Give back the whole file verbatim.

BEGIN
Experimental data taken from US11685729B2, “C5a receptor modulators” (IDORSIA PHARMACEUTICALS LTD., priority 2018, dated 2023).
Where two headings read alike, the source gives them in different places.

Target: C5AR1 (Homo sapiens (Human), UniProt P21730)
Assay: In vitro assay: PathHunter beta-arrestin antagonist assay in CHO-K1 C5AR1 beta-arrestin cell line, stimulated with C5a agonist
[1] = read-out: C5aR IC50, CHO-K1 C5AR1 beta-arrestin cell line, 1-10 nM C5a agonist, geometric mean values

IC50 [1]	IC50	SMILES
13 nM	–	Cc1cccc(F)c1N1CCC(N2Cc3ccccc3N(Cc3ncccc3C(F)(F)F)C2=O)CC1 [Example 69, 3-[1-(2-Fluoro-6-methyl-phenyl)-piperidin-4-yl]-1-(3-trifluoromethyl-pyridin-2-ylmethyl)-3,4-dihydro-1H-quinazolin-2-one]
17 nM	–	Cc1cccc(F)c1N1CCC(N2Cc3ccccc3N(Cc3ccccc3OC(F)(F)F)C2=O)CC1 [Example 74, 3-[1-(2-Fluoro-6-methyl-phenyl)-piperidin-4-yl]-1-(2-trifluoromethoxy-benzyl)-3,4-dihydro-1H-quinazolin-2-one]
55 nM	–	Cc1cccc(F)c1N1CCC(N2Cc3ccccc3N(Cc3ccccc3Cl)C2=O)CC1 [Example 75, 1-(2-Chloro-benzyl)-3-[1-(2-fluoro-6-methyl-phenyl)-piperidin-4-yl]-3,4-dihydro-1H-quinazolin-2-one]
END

Experimental data taken from US11685729B2, “C5a receptor modulators” (IDORSIA PHARMACEUTICALS LTD., priority 2018, dated 2023).
Where two headings read alike, the source gives them in different places.

Target: C5AR1 (Homo sapiens (Human), UniProt P21730)
Assay: In vitro assay: PathHunter beta-arrestin antagonist assay in CHO-K1 C5AR1 beta-arrestin cell line, stimulated with C5a agonist
[1] = read-out: C5aR IC50, CHO-K1 C5AR1 beta-arrestin cell line, 1-10 nM C5a agonist, geometric mean values

IC50 [1]	IC50	SMILES
13 nM	–	Cc1cccc(F)c1N1CCC(N2Cc3ccccc3N(Cc3ncccc3C(F)(F)F)C2=O)CC1 [Example 69, 3-[1-(2-Fluoro-6-methyl-phenyl)-piperidin-4-yl]-1-(3-trifluoromethyl-pyridin-2-ylmethyl)-3,4-dihydro-1H-quinazolin-2-one]
17 nM	–	Cc1cccc(F)c1N1CCC(N2Cc3ccccc3N(Cc3ccccc3OC(F)(F)F)C2=O)CC1 [Example 74, 3-[1-(2-Fluoro-6-methyl-phenyl)-piperidin-4-yl]-1-(2-trifluoromethoxy-benzyl)-3,4-dihydro-1H-quinazolin-2-one]
55 nM	–	Cc1cccc(F)c1N1CCC(N2Cc3ccccc3N(Cc3ccccc3Cl)C2=O)CC1 [Example 75, 1-(2-Chloro-benzyl)-3-[1-(2-fluoro-6-methyl-phenyl)-piperidin-4-yl]-3,4-dihydro-1H-quinazolin-2-one]